3 Things to Do When Preparing for Your Bar Exam

3 Things to Do When Preparing for Your Bar Exam

Are you seeking to enter the legal profession? If that’s the case, the bar exam is a prerequisite test to make that dream come true. However, this critical test can be nerve-wracking as you prepare for it. Out of every one hundred people who sit for the bar exam every six months in Victoria, Australia, only 40% achieve the pass mark. Nonetheless, the joy of passing it can be one of the most fulfilling sensations you’ll ever experience. This article highlights three ways to study and get ready for the bar exam.

  1. Take advantage of bar review preps

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No matter how daunting the bar exam may be, there’s light at the end of the tunnel. As expected, several law school grads tend to specialise in specific law areas after an advanced degree. It explains why just a standard law school programme is inadequate to get you ready for the bar exam. As a way to resolve this, most law students enrol in an all-inclusive bar review course to prepare for the test.

This step allows the law student to understand how the bar exam is conducted and what to expect. Moreover, bar review prep courses contribute to structuring your exam preparation plans. Several accredited establishments such as Uworld run these bar prep courses that you can enrol in. Usually designed to follow a scheduled curriculum, prep courses involve the use of practice questions and also include essays that form part of the syllabus ultimately graded.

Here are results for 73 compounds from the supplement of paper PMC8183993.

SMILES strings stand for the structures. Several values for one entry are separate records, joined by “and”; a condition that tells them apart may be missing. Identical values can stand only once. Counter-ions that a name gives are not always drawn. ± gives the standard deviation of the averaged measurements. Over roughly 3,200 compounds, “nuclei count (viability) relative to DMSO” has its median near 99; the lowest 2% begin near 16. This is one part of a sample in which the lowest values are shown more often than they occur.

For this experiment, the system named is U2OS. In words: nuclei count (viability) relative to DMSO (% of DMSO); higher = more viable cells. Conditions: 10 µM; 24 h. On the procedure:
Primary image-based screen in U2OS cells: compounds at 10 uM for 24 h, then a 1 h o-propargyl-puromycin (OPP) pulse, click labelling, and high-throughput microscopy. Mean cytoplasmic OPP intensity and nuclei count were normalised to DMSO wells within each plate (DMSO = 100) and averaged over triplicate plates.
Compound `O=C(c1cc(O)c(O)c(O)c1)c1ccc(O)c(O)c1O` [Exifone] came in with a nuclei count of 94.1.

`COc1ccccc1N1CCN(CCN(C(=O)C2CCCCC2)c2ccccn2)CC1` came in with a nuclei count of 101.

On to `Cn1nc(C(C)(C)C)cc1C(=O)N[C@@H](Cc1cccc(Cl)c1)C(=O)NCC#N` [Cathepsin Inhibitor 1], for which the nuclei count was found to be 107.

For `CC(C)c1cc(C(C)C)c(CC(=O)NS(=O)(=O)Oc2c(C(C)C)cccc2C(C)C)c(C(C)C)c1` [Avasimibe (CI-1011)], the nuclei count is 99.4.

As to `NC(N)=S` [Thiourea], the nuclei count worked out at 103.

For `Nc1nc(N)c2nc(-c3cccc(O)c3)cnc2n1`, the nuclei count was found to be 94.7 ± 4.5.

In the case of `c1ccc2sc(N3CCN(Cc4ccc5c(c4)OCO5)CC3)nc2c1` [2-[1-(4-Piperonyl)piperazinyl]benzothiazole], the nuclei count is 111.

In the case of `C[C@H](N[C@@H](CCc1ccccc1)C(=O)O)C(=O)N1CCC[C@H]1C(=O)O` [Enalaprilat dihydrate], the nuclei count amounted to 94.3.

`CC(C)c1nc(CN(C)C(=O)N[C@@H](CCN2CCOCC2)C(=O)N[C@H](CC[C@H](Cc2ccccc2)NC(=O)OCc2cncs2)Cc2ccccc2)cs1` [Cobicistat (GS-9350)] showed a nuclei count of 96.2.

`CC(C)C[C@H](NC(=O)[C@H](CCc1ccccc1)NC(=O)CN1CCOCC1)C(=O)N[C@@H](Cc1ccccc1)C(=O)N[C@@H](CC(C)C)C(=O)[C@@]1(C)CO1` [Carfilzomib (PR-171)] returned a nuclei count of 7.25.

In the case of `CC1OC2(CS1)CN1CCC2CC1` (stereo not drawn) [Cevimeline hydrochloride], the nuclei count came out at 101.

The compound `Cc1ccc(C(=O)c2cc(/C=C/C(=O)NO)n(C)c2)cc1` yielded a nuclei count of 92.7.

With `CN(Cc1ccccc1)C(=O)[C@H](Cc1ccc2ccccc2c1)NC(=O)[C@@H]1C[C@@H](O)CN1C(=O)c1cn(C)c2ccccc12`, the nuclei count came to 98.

1. Consistent and active review of the previous year’s work

Bar exams generally dwell more on what you’ve learnt in the first year of law school, but the second year of course work is also relevant. One key way to keep both fresh in your mind is to revise your previous years’ work continually. You want to avoid cramming two years of law study into a few weeks’ preparations before the bar exam; your aim should be to achieve mastery.

By revisiting your previous material consistently, you’ll avoid mounting up pressure that inhibits you from studying efficiently. Known as the Ebbinghaus Forgetting Curve (EFC), adopting effective learning stops the likelihood of forgetting what you learned over a period. A more modern description of EFC is ‘spaced repetition’, which improves memory retention.

  1. Strategise your studies

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Some people refer to this as studying smarter instead of harder. Experts recommend being able to identify personal strengths and weaknesses to do this the right way. The law student should know how much time to devote to each topic. Furthermore, because specific bar topics appear more often in bar exams, it may help to concentrate on those areas. Remember that you’re not being advised to ignore other bar topics; the objective of strategizing your studies is to learn everything but focus more on frequently examined topics.

The bar exam is your next step to becoming a fully-fledged lawyer. Study smart, manage your time and take advantage of authentic bar prep courses to facilitate your ambition.

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